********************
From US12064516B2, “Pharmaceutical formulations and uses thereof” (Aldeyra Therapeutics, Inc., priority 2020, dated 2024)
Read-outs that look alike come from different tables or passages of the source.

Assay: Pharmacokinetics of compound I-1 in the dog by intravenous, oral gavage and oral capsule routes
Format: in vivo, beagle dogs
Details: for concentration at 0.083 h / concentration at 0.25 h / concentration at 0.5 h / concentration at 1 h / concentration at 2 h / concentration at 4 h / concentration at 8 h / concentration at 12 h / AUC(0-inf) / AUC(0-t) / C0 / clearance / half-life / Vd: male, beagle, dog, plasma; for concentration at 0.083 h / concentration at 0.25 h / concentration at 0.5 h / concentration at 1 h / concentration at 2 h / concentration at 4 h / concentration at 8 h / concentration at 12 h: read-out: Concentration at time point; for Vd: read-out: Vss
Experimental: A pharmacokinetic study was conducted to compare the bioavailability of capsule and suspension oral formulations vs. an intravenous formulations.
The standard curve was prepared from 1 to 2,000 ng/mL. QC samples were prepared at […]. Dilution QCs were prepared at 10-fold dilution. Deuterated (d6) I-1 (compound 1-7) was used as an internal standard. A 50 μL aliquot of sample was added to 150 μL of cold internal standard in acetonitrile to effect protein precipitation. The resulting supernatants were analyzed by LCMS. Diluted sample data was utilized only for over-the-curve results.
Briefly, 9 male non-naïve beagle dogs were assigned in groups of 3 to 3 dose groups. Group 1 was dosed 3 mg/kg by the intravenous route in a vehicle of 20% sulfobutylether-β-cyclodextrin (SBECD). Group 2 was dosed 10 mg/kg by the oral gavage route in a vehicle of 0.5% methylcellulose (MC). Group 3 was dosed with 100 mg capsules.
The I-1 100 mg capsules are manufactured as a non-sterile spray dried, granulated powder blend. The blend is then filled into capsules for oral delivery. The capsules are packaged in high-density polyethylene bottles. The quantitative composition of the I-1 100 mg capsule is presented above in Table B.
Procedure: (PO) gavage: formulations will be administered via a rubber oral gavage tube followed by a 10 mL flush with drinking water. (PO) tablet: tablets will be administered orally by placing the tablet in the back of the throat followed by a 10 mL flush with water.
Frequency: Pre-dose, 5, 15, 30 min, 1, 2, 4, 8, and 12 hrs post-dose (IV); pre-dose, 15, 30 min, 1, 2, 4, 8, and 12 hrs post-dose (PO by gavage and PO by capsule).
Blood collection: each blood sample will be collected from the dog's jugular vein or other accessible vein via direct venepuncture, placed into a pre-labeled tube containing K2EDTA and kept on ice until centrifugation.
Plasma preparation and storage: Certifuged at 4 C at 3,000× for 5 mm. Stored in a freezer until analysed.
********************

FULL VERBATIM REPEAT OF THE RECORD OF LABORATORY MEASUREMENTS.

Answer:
From US12064516B2, “Pharmaceutical formulations and uses thereof” (Aldeyra Therapeutics, Inc., priority 2020, dated 2024)
Read-outs that look alike come from different tables or passages of the source.

Assay: Pharmacokinetics of compound I-1 in the dog by intravenous, oral gavage and oral capsule routes
Format: in vivo, beagle dogs
Details: for concentration at 0.083 h / concentration at 0.25 h / concentration at 0.5 h / concentration at 1 h / concentration at 2 h / concentration at 4 h / concentration at 8 h / concentration at 12 h / AUC(0-inf) / AUC(0-t) / C0 / clearance / half-life / Vd: male, beagle, dog, plasma; for concentration at 0.083 h / concentration at 0.25 h / concentration at 0.5 h / concentration at 1 h / concentration at 2 h / concentration at 4 h / concentration at 8 h / concentration at 12 h: read-out: Concentration at time point; for Vd: read-out: Vss
Experimental: A pharmacokinetic study was conducted to compare the bioavailability of capsule and suspension oral formulations vs. an intravenous formulations.
The standard curve was prepared from 1 to 2,000 ng/mL. QC samples were prepared at […]. Dilution QCs were prepared at 10-fold dilution. Deuterated (d6) I-1 (compound 1-7) was used as an internal standard. A 50 μL aliquot of sample was added to 150 μL of cold internal standard in acetonitrile to effect protein precipitation. The resulting supernatants were analyzed by LCMS. Diluted sample data was utilized only for over-the-curve results.
Briefly, 9 male non-naïve beagle dogs were assigned in groups of 3 to 3 dose groups. Group 1 was dosed 3 mg/kg by the intravenous route in a vehicle of 20% sulfobutylether-β-cyclodextrin (SBECD). Group 2 was dosed 10 mg/kg by the oral gavage route in a vehicle of 0.5% methylcellulose (MC). Group 3 was dosed with 100 mg capsules.
The I-1 100 mg capsules are manufactured as a non-sterile spray dried, granulated powder blend. The blend is then filled into capsules for oral delivery. The capsules are packaged in high-density polyethylene bottles. The quantitative composition of the I-1 100 mg capsule is presented above in Table B.
Procedure: (PO) gavage: formulations will be administered via a rubber oral gavage tube followed by a 10 mL flush with drinking water. (PO) tablet: tablets will be administered orally by placing the tablet in the back of the throat followed by a 10 mL flush with water.
Frequency: Pre-dose, 5, 15, 30 min, 1, 2, 4, 8, and 12 hrs post-dose (IV); pre-dose, 15, 30 min, 1, 2, 4, 8, and 12 hrs post-dose (PO by gavage and PO by capsule).
Blood collection: each blood sample will be collected from the dog's jugular vein or other accessible vein via direct venepuncture, placed into a pre-labeled tube containing K2EDTA and kept on ice until centrifugation.
Plasma preparation and storage: Certifuged at 4 C at 3,000× for 5 mm. Stored in a freezer until analysed.